The pretty Georgian village of Woburn is located deep in the picturesque countryside of Bedfordshire. Although is has a population of less than 1000, it boasts many fine white stone and red brick Georgian buildings, thatched cottages and several old coaching inns; plus a good selection of specialist shops, pubs, hotels and restaurants.
The village was much more important during the 16th to 18th centuries when it was a key staging point on the London Road. It is now rarely visited, as most tourists now either head for the palatial Woburn Abbey or the world famous Woburn Safari Park, to the northeast.
It is well worth visiting however, with a good number of very attractive and interesting old buildings, particularly around the Market Place. The Market House (1830), in the centre of the village, is a very fine red-bricked property. There are some excellent Victorian yellow-brick almshouses with fine Jacobean stepped gables in Bedford Street, built by Francis the 7th Duke of Bedford in 1850. Woburn's stately 18th-c Old Parsonage, now a design studio, is adorned with impressive half columns. Near to this is an old ironstone school with mullioned windows, founded by Francis, 2nd Earl of Bedford in the 16th-c.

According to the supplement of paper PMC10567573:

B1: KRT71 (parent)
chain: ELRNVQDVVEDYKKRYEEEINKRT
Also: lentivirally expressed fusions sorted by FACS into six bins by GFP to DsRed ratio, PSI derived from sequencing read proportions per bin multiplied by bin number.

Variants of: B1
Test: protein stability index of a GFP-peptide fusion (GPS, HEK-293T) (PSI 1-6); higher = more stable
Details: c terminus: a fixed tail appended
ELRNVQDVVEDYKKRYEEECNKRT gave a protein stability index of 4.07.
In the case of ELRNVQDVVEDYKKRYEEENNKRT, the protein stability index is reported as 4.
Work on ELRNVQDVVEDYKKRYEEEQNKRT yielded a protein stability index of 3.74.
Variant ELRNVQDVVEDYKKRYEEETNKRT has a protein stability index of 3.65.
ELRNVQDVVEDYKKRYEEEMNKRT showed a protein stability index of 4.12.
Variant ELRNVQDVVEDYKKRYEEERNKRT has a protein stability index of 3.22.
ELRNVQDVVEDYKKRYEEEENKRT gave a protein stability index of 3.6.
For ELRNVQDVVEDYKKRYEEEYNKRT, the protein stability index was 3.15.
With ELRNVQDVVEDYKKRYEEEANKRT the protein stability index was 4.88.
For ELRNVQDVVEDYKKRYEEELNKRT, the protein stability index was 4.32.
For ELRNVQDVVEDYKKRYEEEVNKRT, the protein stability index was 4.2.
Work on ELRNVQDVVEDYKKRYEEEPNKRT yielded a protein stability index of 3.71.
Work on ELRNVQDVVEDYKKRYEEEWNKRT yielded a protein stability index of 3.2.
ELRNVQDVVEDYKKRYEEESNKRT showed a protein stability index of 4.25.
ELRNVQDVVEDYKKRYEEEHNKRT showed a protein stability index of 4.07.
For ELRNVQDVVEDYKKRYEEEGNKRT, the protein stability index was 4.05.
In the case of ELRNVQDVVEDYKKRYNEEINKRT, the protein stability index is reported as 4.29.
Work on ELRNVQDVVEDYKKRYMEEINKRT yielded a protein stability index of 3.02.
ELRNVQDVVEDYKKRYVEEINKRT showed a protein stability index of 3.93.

Woburn's new parish church of St Mary's, in Park Street, was built between 1865 and 1868 by the architect Henry Clutton, and sponsored by William Russell, 8th Duke of Bedford. Most of the old church on the High Street was demolished in 1868 and a Victorian mortuary chapel now stands alongside its old medieval tower (rebuilt in 17th-c). This building now houses the Woburn Heritage Centre Museum and Tourist Information Point. The museum is devoted to the history of Woburn, from its Saxon origins right up to the present day, with displays, artifacts and photographs.
The main route into the village passes by the Woburn estate, which has been the country seat of the Russells (the Dukes of Bedford) since 1550. The current Palladian style mansion was built by Henry Flitcroft in the 1740s. Within there is a remarkable art collection with works by many famous old master's, plus much fine period furniture, silver, gold plate and porcelain. The vast surrounding parkland was landscaped by Humphry Repton.